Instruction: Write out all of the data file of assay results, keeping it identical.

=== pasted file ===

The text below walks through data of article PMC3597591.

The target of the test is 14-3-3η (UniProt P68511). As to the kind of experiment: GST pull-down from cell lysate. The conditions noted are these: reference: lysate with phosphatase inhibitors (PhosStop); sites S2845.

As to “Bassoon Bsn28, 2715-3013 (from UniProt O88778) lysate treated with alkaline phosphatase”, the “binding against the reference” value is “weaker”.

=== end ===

The text below walks through data of article PMC3597591.

The target of the test is 14-3-3η (UniProt P68511). As to the kind of experiment: GST pull-down from cell lysate. The conditions noted are these: reference: lysate with phosphatase inhibitors (PhosStop); sites S2845.

As to “Bassoon Bsn28, 2715-3013 (from UniProt O88778) lysate treated with alkaline phosphatase”, the “binding against the reference” value is “weaker”.